An isolated indigenous group of Indians with absolutely no contact with the modern civilization hidden in the deep pocket of Amazon has been discovered by the Brazilian agency, FUNAI.
An over flight carried out by FUNAI resulted in spotting three clearings in the Javari Valley in the western Amazon, near the Peruvian border. The existence of the indigenous tribe was first discovered through satellite pictures of the rain forest clearings and was recently confirmed by aerial shots taken by FUNAI.
The aerial shots revealed three cleared sites with four-straw dwelling structures. The group's strength is about 200. The group was growing corn, bananas, peanuts and other crops.
Fabricio Amorim, the leader of FUNAI's overflight expedition said: Among the main threats to the well-being of these groups are illegal fishing, hunting, logging, mining, cattle ranching, missionary actions... and drug trafficking. The group also faces threat from oil exploration.
Around 2,000 uncontacted Indians are said to be in the Javari valley. National Geographic reports that the Javari Valley is a dense rain forest area, half the size of Florida.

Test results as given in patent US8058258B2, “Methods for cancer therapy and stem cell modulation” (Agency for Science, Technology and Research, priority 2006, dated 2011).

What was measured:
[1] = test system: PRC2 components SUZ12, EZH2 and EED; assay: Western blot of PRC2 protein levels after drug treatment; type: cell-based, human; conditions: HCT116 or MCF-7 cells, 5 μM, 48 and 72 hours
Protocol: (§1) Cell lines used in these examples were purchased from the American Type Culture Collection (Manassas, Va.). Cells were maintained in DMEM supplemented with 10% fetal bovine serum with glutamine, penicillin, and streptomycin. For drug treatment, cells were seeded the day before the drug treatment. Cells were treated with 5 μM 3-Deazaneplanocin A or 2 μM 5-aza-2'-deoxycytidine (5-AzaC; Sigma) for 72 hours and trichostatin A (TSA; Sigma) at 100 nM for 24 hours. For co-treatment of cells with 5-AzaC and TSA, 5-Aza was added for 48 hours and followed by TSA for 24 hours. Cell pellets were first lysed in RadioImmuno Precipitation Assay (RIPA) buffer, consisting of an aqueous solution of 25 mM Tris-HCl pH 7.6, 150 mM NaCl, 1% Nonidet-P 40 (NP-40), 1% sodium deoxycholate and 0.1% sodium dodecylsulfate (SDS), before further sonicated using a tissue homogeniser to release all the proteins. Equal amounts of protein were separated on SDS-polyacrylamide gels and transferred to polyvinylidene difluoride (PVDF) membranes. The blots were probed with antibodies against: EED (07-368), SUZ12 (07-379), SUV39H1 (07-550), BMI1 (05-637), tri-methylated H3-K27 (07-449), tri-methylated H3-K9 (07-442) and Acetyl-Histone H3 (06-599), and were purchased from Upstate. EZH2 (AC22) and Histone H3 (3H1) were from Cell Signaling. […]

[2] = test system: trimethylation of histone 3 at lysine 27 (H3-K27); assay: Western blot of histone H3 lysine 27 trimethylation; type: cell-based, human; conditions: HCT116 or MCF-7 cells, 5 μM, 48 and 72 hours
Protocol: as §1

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Most of the uncontacted Indian tribes fall victims to diseases communicated through contact with outsiders. Survival International reported that hunter-gatherer nomadic groups known as Maku who dwell in headwaters of the northwest Amazon basin have been hit with a respiratory disease. Around 35 Nukak-Maku have been admitted to San José del Guaviare hospital in the southern Colombian Amazon. Most of the tribe members have been living in refugee camps outside San José since being ousted from their rainforest abode by guerrilla armies.
The tribe emerged from the forests in 1988 and since then half of the tribe members have lost their lives.
Recently Survival International obtained information about the unsuccessful bid by two missionaries - working with the American missionary organization JOCUM (Jovens com uma Missão- Youth with a Mission) - to contact the Hi Merimã Indians in 1995. It is reported that in the 1980s New Tribes Mission contacted the Zo'é tribe, which resulted in about a quarter of the Zo'é dying due to disease in a span of six years.
The JOCUM mission made a film called Hakani which depicts the tribe Suruwaha carrying out a ceremony where an indigenous child is buried alive. The organization is campaigning to pass a bill in Brazil, to approve the Muwaji law' which would require authorities to intervene in case of such harmful practices.
In February, a video of the life of another uncontacted tribe was released by Survival International.
Here is a video of what happens when isolated tribes come in contact with outsiders: